Are You Sending the Right Message?
Author: Jennifer Williams
September 17, 2014
What message do you send your students when they first arrive at your building each day?
There are many messages that fill school environments. As educators address new curriculum standards and ongoing assessments, often a results-oriented culture inundates school walls. Much of the emphasis has turned to test scores, and in some settings, this has become the only message students see, hear, and feel.
As all educators know, the academic achievement of every student is a priority. But I’d like to challenge you to ask yourself, “If we are creating learning environments that focus solely on test scores, what are we likely to see over time?”
Perhaps we will see:
- Students who are stressed about “the test.”
- Students who feel their potential is defined by their grades.
- Teachers who see students as test scores.
- Parents who are concerned their child may not pass the tests and perhaps even check out due to his or her inability to understand new teaching and learning practices.
What if we focused instead on the ability of every child to learn and grow by emphasizing his or her individual strengths and gifts? What if we focused on a more holistic approach to education? What if we found and nurtured the leader in our students and coached them to be their best every day?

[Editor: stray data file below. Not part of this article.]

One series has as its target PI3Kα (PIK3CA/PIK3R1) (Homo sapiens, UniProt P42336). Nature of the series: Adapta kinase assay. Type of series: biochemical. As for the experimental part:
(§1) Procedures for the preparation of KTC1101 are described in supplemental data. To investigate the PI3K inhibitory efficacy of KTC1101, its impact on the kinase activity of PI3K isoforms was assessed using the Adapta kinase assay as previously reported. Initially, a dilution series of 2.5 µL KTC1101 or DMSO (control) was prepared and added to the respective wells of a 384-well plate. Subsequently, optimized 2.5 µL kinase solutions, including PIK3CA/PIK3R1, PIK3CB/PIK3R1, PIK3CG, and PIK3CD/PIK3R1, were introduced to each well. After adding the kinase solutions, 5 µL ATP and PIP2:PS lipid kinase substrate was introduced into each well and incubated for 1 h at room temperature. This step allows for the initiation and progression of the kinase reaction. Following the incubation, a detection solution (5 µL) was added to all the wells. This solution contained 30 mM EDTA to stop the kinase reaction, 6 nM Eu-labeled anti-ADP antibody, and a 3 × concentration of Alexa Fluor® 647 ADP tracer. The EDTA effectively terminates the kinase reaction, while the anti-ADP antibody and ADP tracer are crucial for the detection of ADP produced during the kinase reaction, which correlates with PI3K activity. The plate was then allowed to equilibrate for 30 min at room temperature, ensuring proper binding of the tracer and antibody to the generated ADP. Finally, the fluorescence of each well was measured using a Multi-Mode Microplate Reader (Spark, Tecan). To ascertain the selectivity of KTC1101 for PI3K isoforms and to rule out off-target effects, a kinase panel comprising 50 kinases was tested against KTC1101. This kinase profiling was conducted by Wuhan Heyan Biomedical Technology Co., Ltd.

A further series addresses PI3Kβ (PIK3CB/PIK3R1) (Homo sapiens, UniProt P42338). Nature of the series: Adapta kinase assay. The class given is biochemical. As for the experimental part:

Then we may see:
- Students who monitor their academic and leadership growth by setting goals and establishing a plan to reach those goals.
- Students who are motivated to succeed in all areas of school and life, not only in academics.
- Teachers who find the greatness in every student and help each one reach his or her full potential.
- Parents who partner with the school to help their children be the best they can be.
If you truly believe that we, as educators, have a responsibility to help every child learn and grow, I invite you to think about the message this picture sends each day to students who enter Adair Elementary in Columbia, Kentucky.
Take a walk around your building. Ask yourself, “What messages are we sending our students, staff, and parents each day? Do they echo our priorities and beliefs about children and education?”
If the environment in your building or classroom is not consistent with the message you want to communicate to your students, make some small changes and watch for a difference in your school culture.